Pope Francis Kneels, Kisses Feet of Once-Rival South Sudan Leaders

Pope Francis is seen kissing the feet of South Sudan’s leaders

Pope Francis is seen kissing the feet of South Sudan’s leaders

On May 12th, opposition leader Machar is expected to return to South Sudan and once again serve as Kiir's deputy.

Pope Francis, on Thursday kissed the feet of South Sudan's rival leaders at the close of a 2-day retreat in the Vatican for the African leaders.

South Sudan's civil war has left 2.1 million people internally displaced, with another 2.5 million refugees, according to the United Nations.

The Pope said the people of South Sudan are exhausted of conflicting and they yearn for unity and peace.

The pope was there for the two leaders and three other vice presidents to uphold an armistice they signed to form a unity government next month. But the two leaders slipping away the longer the more in control of their areas - many of its combat troops have now self-conscious Warlords at the top, which act more and more independently and financially from the civil war to profit, because they exploit the rich mineral resources of the country on their own.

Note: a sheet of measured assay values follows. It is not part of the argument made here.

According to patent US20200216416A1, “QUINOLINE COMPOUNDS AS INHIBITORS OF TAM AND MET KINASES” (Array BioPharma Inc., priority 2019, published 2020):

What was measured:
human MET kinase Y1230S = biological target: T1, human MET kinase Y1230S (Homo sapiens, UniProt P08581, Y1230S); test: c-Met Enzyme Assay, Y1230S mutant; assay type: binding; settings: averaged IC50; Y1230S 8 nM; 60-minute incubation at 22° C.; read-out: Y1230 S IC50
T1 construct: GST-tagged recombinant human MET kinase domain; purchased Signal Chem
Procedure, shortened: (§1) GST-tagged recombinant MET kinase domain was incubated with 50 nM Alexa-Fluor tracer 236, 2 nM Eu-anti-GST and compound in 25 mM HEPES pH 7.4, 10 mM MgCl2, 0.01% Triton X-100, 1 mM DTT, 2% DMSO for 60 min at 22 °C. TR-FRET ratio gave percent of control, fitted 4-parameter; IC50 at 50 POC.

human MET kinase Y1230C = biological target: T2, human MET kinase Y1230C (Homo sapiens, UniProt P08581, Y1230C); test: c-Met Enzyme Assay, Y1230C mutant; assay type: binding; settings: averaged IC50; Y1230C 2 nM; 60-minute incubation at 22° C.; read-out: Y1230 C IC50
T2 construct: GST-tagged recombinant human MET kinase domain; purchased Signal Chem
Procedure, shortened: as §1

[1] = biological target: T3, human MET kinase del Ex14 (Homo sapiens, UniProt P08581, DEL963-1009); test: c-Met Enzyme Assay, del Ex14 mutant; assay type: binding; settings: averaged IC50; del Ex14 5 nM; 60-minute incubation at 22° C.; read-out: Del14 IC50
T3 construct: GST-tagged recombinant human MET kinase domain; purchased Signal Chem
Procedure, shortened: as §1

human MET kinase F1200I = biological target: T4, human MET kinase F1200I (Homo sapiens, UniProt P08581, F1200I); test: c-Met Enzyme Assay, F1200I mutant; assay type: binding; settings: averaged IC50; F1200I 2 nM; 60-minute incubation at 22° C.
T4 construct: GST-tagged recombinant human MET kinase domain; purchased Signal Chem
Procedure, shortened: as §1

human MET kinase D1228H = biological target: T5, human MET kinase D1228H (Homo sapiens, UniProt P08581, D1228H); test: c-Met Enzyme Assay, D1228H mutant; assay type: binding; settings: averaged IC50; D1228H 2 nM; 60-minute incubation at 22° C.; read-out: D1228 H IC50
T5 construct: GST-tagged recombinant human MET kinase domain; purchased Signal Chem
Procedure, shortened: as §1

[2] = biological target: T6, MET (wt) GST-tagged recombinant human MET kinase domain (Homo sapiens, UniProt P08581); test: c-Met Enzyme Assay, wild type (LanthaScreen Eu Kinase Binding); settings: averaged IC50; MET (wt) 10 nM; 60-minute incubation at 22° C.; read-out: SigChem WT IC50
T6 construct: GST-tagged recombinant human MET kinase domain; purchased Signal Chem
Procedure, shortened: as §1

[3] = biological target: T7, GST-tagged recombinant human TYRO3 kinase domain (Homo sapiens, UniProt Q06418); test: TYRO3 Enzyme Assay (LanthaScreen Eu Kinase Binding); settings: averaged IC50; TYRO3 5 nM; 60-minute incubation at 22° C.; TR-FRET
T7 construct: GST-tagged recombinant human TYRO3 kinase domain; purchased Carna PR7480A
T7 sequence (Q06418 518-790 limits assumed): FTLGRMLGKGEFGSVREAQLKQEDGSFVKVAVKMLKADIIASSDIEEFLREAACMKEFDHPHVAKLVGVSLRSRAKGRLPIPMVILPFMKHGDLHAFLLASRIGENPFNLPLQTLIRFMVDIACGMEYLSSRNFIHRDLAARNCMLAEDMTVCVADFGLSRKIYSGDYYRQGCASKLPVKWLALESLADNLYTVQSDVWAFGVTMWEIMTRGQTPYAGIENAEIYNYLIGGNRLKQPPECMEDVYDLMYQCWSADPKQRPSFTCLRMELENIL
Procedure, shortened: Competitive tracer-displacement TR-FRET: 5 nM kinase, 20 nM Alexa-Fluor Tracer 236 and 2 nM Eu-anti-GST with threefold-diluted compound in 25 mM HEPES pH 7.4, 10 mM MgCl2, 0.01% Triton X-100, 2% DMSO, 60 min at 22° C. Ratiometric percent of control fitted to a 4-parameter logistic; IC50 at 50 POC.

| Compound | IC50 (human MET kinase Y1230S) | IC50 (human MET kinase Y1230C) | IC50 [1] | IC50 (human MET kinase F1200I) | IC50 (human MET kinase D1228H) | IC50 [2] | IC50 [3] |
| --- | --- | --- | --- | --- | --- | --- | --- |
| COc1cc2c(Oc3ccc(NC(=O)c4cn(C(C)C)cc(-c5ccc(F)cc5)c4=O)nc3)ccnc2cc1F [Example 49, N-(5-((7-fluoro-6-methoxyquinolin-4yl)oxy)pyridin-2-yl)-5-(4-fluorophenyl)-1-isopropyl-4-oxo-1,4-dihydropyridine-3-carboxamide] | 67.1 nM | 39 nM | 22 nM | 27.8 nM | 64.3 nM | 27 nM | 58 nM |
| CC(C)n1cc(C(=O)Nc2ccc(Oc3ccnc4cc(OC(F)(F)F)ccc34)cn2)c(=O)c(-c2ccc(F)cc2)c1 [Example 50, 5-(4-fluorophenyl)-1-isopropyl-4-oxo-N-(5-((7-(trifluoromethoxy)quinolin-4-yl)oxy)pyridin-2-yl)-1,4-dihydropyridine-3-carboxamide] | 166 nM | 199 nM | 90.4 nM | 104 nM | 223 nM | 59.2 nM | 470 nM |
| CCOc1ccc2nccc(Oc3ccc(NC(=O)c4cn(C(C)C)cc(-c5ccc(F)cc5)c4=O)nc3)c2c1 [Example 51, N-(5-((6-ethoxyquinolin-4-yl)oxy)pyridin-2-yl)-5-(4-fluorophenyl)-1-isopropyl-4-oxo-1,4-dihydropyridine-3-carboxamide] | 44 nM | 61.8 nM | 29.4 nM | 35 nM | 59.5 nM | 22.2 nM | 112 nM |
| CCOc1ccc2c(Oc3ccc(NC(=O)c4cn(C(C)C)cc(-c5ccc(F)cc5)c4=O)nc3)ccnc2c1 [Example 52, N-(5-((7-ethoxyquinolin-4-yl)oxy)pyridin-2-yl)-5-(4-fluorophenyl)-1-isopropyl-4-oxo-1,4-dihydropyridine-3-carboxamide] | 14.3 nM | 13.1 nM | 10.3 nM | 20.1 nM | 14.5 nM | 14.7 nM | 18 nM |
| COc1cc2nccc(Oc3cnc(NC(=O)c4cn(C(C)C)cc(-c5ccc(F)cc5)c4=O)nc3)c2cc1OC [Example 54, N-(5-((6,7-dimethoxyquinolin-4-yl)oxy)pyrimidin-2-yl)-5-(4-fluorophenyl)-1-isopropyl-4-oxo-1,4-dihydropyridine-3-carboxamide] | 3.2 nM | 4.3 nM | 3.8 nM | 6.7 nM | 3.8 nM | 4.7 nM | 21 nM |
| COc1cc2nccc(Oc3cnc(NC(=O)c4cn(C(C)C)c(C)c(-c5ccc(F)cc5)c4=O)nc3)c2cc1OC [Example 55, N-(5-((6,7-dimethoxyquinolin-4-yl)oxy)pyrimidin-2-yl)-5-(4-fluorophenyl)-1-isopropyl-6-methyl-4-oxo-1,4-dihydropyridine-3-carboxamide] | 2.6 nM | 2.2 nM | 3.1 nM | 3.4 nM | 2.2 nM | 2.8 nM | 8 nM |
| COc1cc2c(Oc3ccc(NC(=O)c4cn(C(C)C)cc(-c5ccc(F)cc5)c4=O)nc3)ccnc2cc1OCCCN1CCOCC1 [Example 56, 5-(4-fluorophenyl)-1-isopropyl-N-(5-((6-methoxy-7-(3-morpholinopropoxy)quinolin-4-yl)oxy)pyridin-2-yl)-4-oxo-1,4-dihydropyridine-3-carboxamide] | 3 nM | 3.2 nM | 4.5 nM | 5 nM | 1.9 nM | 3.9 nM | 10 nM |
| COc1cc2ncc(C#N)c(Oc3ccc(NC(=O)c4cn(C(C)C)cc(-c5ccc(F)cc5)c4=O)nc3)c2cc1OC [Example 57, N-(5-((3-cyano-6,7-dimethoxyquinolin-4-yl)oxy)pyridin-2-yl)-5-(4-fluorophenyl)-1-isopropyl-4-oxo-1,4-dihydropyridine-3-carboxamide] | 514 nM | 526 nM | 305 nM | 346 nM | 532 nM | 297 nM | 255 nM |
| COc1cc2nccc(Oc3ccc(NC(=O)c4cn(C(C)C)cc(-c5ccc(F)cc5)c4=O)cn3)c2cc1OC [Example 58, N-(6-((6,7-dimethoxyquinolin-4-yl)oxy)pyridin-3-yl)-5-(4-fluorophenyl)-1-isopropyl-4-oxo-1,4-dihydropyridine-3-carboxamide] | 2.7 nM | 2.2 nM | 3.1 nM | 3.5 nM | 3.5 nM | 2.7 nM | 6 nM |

Closing his prepared remarks with a prayer, he asked God "to touch with the power of the Spirit the depths of every human heart, so that enemies will be open to dialogue, adversaries will join hands and peoples will meet in harmony".

"The objective of this retreat is for us to stand together before God and to discern his will", he said in his formal remarks on Thursday, closing the two-day retreat in the Domus Sanctae Marthae, the Vatican guesthouse where he lives.

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Kiir and Machar signed a tenuous peace agreement in September 2018, which the country's Catholic bishops have called "fatally flawed" because it does not address the root causes of the conflict.

Diplomats and experts agreed that it would be hard to meet the deadline.

"Peace is the first gift that the Lord brought us, and the first commitment that leaders of nations must pursue", he told them.

"I don't think it's cynical, it's practical".

Machar also said he is confident that the new military leadership in Khartoum will continue to be "a strong guarantor" of the fragile South Sudan peace deal.

Sudan, a largely Muslim nation, granted the largely Christian south its independence in 2011 after decades of scorched-earth fighting.

South Sudan has been at conflict nearly since splitting from Sudan which ended Africa's longest running civil war.

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